Published on October 18th, 2010 | by Krista van Velzen0
NAVO op weg naar nieuw Strategisch Concept
Uit het proces dat moet leiden naar een nieuw Strategisch Concept voor de NAVO, blijkt dat de NAVO zich steeds meer richt op publieke diplomatie om te voorkomen dat de alliantie wordt gezien als overbodig of onnodig. Dit is één van de conclusies uit een artikel van Susi Snyder (IKV Pax Christi) en Ray Acheson (Reaching Critical Will of WILPF) in de First Committee Monitor, die deze week werd gepubliceerd.
Lees hier het hele artikel.
Nuclear Sharing and Alliances
Ray Acheson (Reaching Critical Will of WILPF) and Susi Snyder (IKV Pax Christi)
This year as in previous ones, several delegations have expressed concern with the continuation of nuclear sharing and alliance practices and policies. In the opening week, the Non-Aligned Movement, along with a few individual delegations expressed concern with the North Atlantic Treaty Organization (NATO)’s nuclear alliance. Espen Barth Eide, the deputy foreign minister of NATO member Norway, said that his government is actively promoting a disarmament agenda in NATO through pushing for reducing the role of nuclear nuclear in the alliance’s posture.
On Friday, 15 October, the delegations of Mexico and Switzerland both specifically highlighted the NATO summit in Lisbon as an opportunity for the alliance to revise and modernize what Mexican Ambassador Claude Heller described as an “archaic security concept”. He emphasized that his delegation insists on the immediate removal of the almost 200 nuclear weapons currently located on the territory of European countries that are supposed to be non-nuclear weapon states, arguing that the current situation is not in conformity with article II of the nuclear Non-Proliferation Treaty. Swiss Ambassador Jürg Lauber said he hoped that NATO would take the lead in reducing the role of nuclear weapons at its Lisbon summit, arguing that its decision there will be important for implementing other aspects of the 2010 NPT Review Conference action plan, including those on “tactical” nuclear weapons. He urged NATO to take the outcome document of the Review Conference “into full account” during the deliberations in November.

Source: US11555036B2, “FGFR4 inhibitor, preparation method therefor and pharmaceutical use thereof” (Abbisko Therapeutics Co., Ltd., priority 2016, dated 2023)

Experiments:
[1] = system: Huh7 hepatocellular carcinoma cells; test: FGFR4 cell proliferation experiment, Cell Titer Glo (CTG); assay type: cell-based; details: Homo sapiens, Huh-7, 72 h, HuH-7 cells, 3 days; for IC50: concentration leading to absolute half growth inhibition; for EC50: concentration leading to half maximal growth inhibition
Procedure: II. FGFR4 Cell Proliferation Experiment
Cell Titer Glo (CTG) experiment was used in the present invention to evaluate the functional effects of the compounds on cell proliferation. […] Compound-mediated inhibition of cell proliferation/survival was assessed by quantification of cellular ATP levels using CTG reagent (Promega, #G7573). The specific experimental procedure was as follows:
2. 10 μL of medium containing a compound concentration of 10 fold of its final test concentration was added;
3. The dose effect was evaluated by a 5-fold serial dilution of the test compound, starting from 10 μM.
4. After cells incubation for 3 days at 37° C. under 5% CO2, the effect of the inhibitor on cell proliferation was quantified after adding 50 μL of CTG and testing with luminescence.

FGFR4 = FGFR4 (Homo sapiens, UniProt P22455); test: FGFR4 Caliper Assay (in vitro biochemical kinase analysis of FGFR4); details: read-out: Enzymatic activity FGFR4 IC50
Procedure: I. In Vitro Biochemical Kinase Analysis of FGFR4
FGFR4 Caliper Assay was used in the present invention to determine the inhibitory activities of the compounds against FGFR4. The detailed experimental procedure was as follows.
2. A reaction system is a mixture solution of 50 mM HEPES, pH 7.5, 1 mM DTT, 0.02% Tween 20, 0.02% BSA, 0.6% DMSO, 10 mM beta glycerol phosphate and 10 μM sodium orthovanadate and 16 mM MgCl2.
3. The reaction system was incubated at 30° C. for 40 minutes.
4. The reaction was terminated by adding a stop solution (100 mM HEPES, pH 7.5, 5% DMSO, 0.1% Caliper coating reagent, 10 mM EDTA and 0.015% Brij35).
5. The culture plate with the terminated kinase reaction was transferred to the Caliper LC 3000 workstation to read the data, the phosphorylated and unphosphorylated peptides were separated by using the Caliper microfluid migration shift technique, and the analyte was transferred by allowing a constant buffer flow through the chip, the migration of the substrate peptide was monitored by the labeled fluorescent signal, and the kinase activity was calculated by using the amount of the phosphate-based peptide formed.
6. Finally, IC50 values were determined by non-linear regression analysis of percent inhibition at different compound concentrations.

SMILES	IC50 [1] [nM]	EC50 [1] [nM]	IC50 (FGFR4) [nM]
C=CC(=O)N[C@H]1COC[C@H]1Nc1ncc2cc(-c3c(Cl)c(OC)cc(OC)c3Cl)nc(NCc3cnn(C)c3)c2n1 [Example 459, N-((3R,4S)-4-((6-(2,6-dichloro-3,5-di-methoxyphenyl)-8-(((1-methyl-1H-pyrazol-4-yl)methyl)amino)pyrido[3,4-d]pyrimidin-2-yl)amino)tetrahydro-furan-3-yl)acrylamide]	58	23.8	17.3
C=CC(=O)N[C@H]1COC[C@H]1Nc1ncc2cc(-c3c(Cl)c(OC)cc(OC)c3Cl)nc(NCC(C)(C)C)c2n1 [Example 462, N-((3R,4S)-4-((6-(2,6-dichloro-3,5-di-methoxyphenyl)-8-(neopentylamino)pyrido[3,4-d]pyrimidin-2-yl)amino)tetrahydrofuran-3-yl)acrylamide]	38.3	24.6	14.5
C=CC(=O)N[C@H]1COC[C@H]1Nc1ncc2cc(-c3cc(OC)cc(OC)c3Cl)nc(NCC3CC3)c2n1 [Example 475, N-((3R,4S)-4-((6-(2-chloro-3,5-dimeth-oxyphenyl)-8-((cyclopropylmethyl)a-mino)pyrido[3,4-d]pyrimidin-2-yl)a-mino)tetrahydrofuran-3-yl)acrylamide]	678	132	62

A bit from Brussels, by Susi Snyder of IKV Pax Christi
On Thursday, 14 October Brussels was filled with Ministers—both Foreign and Defence—for a joint meeting at NATO Headquarters.Expectations were that this meeting would discuss and possibly get consensus on key contentious issues in advance of the November summit, including missile defence, NATO reform, relations with Russia, and NATO nuclear policy.
Much of the process leading up to the new strategic concept, this meeting included, has demonstrated that NATO is renewing its determination to engage in public diplomacy in order to prevent it from being recognized as obsolete or unnecessary. The new strategic concept, a “short and crisp” document, expected to be only a dozen or so pages, will not be much more than a broad overview laying out general conceptual agreements for the coming period.Details, such as how the alliance will engage with Russia on missile defence capabilities, or how the alliance will live up to its renewed arms control, disarmament, and non-proliferation commitments, will be left out of the concept and kept away from the probing eyes of the public.
The public is growing increasingly more concerned with what the alliance is doing and how alliance operations are impacting their daily lives.Earlier this year, the government of one of the founding members fell because of continued involvement in Afghanistan.Strikes have wreaked havoc across the alliance in recent weeks because members are taking austerity measures and significantly reducing social services.While defence budgets were once seen as sacrosanct, defence ministers are having an increasingly difficult time explaining the expenditures associated with the alliance, and finding justifications for new costs.A public diplomacy strategic concept is meant to help them to do just that.
No clear consensus emerged from the joint ministerial on any of the issues under debate.It will be left up to the heads of state to take decisions when they meet in Lisbon.In the meantime, the alliance should consider a few simple things that could alleviate some of the monetary pressures they are feeling,including eliminating their nuclear sharing policy—which would save millions of euros in modernisation costs for planes, facilities, and the bombs themselves—and reducing the number of command centres.